“Try This At Home”: A fine book and call to action

“I do believe that everyone with any small amount of musical ability has something good to say inside them. At the very least, they have the right to try.”
— Frank Turner, “Try This At Home: Adventures in Songwriting”

Photo of Frank Turner's "Try This At Home" songwriting book atop a dobro guitarNot everybody knows that I have a long, albeit hidden, track record as a songwriter. I’ve been writing songs since before high school, easily dozens of them. Styles range from punk and pop (especially in my teen years) to rock’n’roll and alternative (whatever that means) for my adult life, and most recently folk and blues.

Despite this catalog, I’ve never, ever played one of my own songs for an audience. Many of them probably shouldn’t be because they’re just not good (my earliest ones influenced by U2 and INXS and The Alarm would be dreadfully dated now, at best). Some of them are too personal to let out of the bottle. Too many of them are unfinished. But a handful might be passable at an open mic night.

This backstory, to say nothing of my admiration of his music and writings, dovetailed nicely into buying Frank Turner’s latest book, “Try This At Home: Adventures in Songwriting.” In addition to having several of his records, I also own his entertaining autobiography, “The Road Beneath My Feet.” In his books as in his singing, Frank is brutally honest, charmingly self-effacing and always very engaging.

The book is not exactly what you’d find on the syllabus of a songwriting class in a conservatory. Frank cusses a lot, draws on the lessons of poor behavior and decisions on his part, and doesn’t really get too technical. “Songwriting is an art and a craft,” he notes in the book’s introduction. “While the art part remains appropriately mystical and out of reach, the latter craft side of it can be examined, dissected, practiced and ultimately taught,” even as he next admits he’s not much trained in it.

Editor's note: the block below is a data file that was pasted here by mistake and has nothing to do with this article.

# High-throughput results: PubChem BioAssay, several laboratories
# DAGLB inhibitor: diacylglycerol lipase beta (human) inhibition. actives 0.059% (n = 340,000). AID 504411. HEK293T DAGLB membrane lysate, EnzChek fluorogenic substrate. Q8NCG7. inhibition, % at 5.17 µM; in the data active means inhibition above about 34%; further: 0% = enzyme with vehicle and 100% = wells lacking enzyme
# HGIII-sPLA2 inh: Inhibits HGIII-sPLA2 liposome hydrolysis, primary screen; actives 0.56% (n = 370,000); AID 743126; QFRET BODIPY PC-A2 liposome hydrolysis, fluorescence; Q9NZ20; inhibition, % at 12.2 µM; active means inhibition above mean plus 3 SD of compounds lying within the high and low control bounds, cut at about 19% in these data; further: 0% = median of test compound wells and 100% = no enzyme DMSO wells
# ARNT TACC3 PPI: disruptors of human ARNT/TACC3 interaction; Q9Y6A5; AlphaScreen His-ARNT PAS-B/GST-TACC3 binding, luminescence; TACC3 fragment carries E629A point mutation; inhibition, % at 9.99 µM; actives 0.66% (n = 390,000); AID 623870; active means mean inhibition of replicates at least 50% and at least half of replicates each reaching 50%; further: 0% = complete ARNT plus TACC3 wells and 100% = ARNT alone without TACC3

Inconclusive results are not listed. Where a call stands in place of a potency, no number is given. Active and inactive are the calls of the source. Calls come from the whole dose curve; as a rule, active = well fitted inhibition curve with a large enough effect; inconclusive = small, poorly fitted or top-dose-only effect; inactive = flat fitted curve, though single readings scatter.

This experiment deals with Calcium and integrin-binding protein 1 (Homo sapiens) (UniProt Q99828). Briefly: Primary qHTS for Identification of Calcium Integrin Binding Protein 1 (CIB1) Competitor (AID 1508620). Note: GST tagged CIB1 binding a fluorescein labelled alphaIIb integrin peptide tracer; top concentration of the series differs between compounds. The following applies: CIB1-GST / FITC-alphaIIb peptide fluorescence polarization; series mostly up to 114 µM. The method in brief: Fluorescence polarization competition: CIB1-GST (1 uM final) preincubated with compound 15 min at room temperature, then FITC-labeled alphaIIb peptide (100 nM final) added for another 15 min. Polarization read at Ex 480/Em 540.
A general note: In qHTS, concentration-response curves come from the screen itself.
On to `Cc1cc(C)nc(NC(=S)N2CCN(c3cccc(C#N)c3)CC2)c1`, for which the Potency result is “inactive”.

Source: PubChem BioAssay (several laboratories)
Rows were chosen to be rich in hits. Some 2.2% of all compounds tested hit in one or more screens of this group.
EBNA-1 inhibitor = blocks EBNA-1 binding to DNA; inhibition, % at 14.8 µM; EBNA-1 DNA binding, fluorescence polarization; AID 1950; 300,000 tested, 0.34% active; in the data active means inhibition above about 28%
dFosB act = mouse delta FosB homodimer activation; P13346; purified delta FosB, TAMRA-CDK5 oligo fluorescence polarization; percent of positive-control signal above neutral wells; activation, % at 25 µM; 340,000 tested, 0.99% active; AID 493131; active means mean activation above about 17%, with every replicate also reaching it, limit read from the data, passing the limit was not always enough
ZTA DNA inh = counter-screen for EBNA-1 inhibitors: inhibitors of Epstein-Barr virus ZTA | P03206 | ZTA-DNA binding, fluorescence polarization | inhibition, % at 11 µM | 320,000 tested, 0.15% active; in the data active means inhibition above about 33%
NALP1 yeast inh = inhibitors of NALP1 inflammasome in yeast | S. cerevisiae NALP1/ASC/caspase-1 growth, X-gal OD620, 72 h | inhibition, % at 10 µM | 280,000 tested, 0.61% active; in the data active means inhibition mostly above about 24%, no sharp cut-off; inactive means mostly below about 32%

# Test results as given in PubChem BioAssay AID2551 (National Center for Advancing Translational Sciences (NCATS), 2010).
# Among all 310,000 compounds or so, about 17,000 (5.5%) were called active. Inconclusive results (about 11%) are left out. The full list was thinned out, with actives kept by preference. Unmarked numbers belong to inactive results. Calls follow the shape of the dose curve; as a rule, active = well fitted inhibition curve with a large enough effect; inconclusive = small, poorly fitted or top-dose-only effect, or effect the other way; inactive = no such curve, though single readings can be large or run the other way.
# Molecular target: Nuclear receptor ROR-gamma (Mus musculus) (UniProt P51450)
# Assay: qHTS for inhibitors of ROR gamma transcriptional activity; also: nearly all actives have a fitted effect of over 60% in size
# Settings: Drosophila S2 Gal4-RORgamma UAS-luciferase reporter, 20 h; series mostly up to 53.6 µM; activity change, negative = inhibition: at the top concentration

And so, Frank takes readers through deep dives into the inspiration, structure and timelines of around three dozen songs, from tales of love lost and found to politics to the passing of Vaudeville. For whatever one might think of his music, Frank’s knowledge of world history, musical traditions and the creative process are all first-rate, and you’ll learn something about many different topics in these pages. He’s also one of the best showmen I’ve ever seen, expert at drawing his audiences into the song through call-and-response, singalongs and all kinds of interaction. Not surprisingly, his books similarly draw a reader in close.

A very valuable lesson from this book has been the difficulty for even the best writers of bringing a song from idea to lyrics to arrangement and then a lengthy fine-tuning process. One of my weaknesses in songwriting has been the initial excitement of a piece fading to the point I just want to get it done and then just leaving it. Frank often returns to songs he knows have potential to try to make them better, often trying again and again.

He also talks considerably about having a metaphorical treasure trunk of ideas. For him it’s notepads of everything from a clever turn of phrase to fragments of a tune to a song that he’s written but doesn’t feel complete. He does similar things with chords and arrangements that he later pieces together for finished tracks. It’s advice I give to my students working on ads and other creative projects — generate a bunch of ideas, because you never know if you’ll need them — but I’m bad at in my own life.

If you’re a Frank Turner fan, this is a must-have, obviously. If you’re interested in songwriting and like his style, this could also be useful. I’ve actually started writing pieces of songs — eschewing my normal habit of just writing a song to be done with it and moving on — so it’s already influencing my musical process.

So it’s truth in advertising: If you read this book about trying it at home, there’s a fair chance you actually will.

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